Boston’s Buskers

by Bodhirose

A couple of months ago, or so, the members of dVerse Poet’s Pub were invited to submit poems to Nain Rouge a start-up “e-zine” publication showcasing urban life.  This invitation came during the celebration of our first year anniversary.  Any portrayal of city life was the assignment.

When I first read of the invitation for submitting poems, my mind immediately went to my time of living in Boston, MA.  I spent a few years there with my husband and two daughters when we all were quite young.  It was a great city to explore and very easy to navigate with the subway and bus systems.

My favorite part of living there was the entertainment that showed up literally at my feet as I walked throughout the city.  The street performers were so much fun…and what talent!  You could hear classical music being played on the subway platform while waiting for a train.  Or, hear a story being told by Brother Blue, the outlandishly dressed and lovable character created by Hugh Hill, Ph.D., a Harvard graduate who also served in World War II. ..and much, much more.

My idea came in an instant to write about the amazing talent of the street performers (buskers) who added so much enjoyment to my stay in that part of the country.

It was a total lark that I decided to enter my poem…what could it hurt…and I took maybe a couple of weeks of working on it before I sent it in.  So imagine my total, stunned disbelief when I was contacted by editor, Mark Durfee, where he announced that I had been chosen “The Editor’s Choice” for a special placement in the magazine.  Me?  It still hasn’t sunk in quite yet but I am so honored and very pleased to have achieved such status.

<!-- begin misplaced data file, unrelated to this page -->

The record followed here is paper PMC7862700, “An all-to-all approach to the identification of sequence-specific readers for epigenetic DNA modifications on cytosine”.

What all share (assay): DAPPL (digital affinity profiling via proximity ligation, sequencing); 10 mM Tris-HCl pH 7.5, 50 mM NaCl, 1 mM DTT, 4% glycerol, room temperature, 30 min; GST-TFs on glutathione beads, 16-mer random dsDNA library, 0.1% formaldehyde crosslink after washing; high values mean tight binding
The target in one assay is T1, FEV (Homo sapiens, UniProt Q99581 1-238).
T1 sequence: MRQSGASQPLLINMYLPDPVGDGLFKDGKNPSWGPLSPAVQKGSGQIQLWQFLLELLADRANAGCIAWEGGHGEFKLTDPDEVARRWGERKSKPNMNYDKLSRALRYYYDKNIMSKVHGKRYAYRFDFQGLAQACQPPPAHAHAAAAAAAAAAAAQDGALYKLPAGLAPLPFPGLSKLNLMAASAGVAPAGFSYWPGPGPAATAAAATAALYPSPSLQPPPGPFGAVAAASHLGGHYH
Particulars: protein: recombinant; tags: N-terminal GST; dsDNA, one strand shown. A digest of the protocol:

I really enjoyed the first issue of the magazine…a wonderful and very entertaining variety of writings.  I waited until the publication came out to post my poem.  Enjoy!

Here is the link to the first publication of Nain Rouge out today:

Google Images:   Brother Blue

Pedestrians gather
around a pavement stage,
a sidewalk garnered for a
busker’s play.

Strolling through Cambridge
in bustling Boston, a juggler’s
antics grab your attention.

Colorful garb and witty barbs
bring cheers from the crowd,
and deep, thankful bows.

Heading across the Charles River
on towards Harvard Square,
the sidewalk may offer up clowns
or mimes, comics or dancers,
a magical act or be-bop singers.

Here too you may have seen
Brother Blue…regaling those
gathered with storytelling hues…
his presence huge.  Wearing bright,
crazy (blue) costumes, painted,
animated face…drawing
you in with his wit and truth–
wisdom expounded like a
philosophy sage.

Following flights of stairs below,
the city regards a rare, melodic delivery;
the subway pace slowing for a moment.

Guitar case bared for any tossed
bills or change, we’re engaged
with an elegant interval…a Berklee
student picks out his chords.
Another act–drawing in
several waiting–a man sings
while strumming a mandolin…classy
execution to be found in this place.

The performers of Faneuil Hall
(and Quincy Market)
have their pitches
protected, free to capture
disparate niches.

Enchanting visitors with
expertise and grace, their
infectious exhibitions
delivered with taste.

Throughout the metro
setting is found
entertainment extraordinaire
of variety and renown.

Sometimes gritty,
sometimes sweetly
refined…these performers
enhance our endless, grey streets…
a busker’s heart adds soul to the city.

Google Images:  Street Performer, Harvard Square

First published; Nain Rouge 2012


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